By displaying their support for the monument, donors were exposing the workings of a system designed to maintain a status quo of an economically lopsided society that benefits the very rich—and goes out of its way to withhold aid from the needy. Because the fortunes that allow for multimillion-dollar donations on a whim rest on an economic system that exploits natural resources and labor for profit. They rely on the efficient—and polluting—operations of multinational corporations to produce and sell goods and services.

Just consider where the wealth funding the cathedral renovation comes from. Bernard Arnault’s Louis Vuitton Moët Hennessy (LVMH) is the largest luxury company in the world; François-Henri Pinault’s Kering, the fourth wealthiest; and the Bettencourt family’s L’Oréal, seventh for its luxury segment, with combined sales amounting to about $50 billion in 2017. The bulk of their goods, many of them sourced in Asia, are transported to Europe for manufacture, then shipped all over the world for sale. And the luxury sector is but one among many: It’s estimated that 100 companies have been responsible for about 71 percent of the world’s greenhouse-gas emissions.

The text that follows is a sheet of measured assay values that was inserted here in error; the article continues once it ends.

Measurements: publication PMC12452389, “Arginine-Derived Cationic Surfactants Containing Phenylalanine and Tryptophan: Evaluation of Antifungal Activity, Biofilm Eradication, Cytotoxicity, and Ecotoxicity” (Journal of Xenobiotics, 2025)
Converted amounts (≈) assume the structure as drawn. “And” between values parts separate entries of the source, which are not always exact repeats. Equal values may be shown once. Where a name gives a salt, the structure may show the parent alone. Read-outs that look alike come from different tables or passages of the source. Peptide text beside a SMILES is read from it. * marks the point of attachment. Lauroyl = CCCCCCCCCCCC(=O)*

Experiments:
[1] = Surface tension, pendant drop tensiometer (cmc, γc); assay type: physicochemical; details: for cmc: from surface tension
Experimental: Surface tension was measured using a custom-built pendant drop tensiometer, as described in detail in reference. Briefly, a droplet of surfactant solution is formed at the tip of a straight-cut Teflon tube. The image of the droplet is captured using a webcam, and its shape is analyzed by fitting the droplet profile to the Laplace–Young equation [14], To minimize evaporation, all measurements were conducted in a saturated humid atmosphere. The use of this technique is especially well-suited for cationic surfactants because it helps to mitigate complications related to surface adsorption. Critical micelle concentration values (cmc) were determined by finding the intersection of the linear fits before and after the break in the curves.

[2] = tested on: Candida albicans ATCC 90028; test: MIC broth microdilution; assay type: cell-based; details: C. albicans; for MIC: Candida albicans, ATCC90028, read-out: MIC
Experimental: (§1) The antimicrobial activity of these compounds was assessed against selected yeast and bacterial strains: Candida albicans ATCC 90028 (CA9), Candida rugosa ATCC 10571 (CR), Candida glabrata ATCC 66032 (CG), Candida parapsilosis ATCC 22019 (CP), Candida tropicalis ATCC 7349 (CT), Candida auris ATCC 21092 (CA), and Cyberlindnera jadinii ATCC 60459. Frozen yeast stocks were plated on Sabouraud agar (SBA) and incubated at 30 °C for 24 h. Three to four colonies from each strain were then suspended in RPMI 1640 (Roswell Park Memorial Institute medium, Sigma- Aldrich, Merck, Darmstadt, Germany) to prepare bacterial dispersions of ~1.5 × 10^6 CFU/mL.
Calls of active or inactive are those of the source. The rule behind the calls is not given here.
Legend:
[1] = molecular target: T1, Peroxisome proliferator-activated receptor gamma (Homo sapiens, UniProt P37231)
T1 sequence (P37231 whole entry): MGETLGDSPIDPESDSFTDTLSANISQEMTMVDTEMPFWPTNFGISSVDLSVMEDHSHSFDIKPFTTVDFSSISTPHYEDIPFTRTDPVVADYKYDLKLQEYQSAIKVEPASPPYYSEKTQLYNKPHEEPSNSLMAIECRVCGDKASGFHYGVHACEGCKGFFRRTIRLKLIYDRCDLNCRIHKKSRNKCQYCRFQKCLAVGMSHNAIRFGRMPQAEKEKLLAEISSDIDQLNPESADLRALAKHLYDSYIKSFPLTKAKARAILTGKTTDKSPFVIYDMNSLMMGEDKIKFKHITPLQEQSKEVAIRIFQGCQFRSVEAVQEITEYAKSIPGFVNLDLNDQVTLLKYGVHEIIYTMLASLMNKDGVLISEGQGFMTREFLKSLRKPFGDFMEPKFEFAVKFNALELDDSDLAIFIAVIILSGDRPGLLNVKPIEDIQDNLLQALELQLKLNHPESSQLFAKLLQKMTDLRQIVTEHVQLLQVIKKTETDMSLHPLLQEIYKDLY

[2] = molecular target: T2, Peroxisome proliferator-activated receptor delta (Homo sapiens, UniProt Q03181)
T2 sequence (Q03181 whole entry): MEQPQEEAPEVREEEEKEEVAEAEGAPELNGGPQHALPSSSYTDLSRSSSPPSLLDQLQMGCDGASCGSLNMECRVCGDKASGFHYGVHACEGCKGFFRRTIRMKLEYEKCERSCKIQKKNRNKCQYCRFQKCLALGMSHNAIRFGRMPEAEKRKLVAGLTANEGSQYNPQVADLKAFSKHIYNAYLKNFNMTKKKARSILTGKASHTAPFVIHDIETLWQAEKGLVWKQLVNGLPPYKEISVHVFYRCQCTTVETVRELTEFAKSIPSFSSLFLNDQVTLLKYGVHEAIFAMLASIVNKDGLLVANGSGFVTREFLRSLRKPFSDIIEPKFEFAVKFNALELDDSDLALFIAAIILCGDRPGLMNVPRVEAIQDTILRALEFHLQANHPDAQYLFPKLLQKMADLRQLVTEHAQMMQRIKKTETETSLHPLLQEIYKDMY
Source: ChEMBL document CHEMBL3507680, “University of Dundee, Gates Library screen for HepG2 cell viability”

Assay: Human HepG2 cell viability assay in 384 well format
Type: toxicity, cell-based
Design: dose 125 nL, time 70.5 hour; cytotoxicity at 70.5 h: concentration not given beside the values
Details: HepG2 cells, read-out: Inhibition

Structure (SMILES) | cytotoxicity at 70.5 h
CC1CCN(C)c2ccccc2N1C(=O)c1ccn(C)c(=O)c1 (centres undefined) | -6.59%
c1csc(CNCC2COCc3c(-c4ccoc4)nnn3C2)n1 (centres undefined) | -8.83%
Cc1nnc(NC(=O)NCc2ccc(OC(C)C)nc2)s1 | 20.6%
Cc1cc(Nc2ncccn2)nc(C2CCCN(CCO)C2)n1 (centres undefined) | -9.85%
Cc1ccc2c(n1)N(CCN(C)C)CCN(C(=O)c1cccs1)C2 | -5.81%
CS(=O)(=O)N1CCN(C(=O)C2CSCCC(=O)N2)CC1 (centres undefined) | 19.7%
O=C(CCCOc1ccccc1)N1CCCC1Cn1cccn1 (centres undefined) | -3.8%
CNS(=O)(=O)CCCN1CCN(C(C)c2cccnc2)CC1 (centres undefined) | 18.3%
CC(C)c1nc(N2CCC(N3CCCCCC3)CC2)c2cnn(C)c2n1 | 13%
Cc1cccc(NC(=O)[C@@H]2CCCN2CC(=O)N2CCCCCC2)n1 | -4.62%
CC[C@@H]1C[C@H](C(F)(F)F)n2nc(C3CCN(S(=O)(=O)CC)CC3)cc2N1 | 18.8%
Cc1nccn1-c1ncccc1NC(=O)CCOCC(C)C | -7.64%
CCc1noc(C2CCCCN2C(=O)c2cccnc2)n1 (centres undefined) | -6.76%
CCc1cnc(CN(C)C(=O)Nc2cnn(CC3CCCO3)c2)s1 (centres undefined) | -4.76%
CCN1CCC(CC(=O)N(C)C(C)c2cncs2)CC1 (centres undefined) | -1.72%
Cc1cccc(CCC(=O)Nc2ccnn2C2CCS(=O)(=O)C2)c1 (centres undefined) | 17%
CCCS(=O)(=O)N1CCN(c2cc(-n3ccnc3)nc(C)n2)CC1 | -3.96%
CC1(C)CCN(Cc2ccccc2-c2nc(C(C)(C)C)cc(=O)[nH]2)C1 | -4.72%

With one hand, companies are draining our shared planet of the resources that allow us to survive and thrive; with the other, they rebuild monuments to themselves.

It’s true that many companies are taking measures to mitigate their impact on climate and to reduce their carbon footprints, some with unprecedented ambition. Norway’s $1 trillion sovereign wealth fund is to invest billions of dollars into wind- and solar-power projects; Daimler’s incoming CEO Ola Källenius has committed to make the luxury German automaker carbon-neutral by 2040; UK power utility National Grid says it will be capable of operating a zero-carbon grid by 2025. Business leaders themselves have voiced support for the climate activists and the head of one of Europe’s biggest ethical-investment funds, Nordea, said the protests are “just the beginning.”